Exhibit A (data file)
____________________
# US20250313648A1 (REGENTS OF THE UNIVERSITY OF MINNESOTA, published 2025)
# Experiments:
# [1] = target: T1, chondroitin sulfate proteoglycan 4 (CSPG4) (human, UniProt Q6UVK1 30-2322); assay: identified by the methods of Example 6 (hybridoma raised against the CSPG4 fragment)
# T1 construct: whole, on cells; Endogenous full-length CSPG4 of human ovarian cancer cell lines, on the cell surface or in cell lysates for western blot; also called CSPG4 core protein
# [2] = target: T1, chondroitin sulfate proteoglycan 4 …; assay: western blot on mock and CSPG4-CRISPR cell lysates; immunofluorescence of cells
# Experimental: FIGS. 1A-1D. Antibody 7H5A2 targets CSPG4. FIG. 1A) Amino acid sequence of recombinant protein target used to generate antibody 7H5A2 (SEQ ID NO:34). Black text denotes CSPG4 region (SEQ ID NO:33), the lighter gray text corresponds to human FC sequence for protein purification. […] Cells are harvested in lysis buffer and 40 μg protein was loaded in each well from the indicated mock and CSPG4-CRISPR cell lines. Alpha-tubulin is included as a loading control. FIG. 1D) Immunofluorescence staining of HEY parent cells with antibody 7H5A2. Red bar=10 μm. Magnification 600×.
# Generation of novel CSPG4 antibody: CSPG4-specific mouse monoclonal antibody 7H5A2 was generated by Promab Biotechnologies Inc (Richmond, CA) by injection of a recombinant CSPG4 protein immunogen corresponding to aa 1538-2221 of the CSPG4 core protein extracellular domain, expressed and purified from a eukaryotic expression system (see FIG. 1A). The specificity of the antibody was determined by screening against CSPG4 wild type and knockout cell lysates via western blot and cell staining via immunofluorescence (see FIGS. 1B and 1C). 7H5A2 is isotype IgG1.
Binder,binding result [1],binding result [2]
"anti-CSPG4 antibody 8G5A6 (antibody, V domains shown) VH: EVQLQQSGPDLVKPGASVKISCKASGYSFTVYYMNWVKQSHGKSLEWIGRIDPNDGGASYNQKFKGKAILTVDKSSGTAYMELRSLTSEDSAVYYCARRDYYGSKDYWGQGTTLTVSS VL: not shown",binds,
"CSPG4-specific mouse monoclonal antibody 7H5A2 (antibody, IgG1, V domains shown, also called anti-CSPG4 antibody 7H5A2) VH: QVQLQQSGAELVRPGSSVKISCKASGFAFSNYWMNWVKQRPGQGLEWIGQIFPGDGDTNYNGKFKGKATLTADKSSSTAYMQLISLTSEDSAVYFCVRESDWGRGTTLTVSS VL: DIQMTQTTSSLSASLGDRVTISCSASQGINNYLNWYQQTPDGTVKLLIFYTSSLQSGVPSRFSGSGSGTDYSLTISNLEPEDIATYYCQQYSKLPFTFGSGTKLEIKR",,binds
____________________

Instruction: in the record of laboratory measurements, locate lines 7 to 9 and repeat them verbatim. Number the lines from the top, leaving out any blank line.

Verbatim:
# Generation of novel CSPG4 antibody: CSPG4-specific mouse monoclonal antibody 7H5A2 was generated by Promab Biotechnologies Inc (Richmond, CA) by injection of a recombinant CSPG4 protein immunogen corresponding to aa 1538-2221 of the CSPG4 core protein extracellular domain, expressed and purified from a eukaryotic expression system (see FIG. 1A). The specificity of the antibody was determined by screening against CSPG4 wild type and knockout cell lysates via western blot and cell staining via immunofluorescence (see FIGS. 1B and 1C). 7H5A2 is isotype IgG1.
Binder,binding result [1],binding result [2]
"anti-CSPG4 antibody 8G5A6 (antibody, V domains shown) VH: EVQLQQSGPDLVKPGASVKISCKASGYSFTVYYMNWVKQSHGKSLEWIGRIDPNDGGASYNQKFKGKAILTVDKSSGTAYMELRSLTSEDSAVYYCARRDYYGSKDYWGQGTTLTVSS VL: not shown",binds,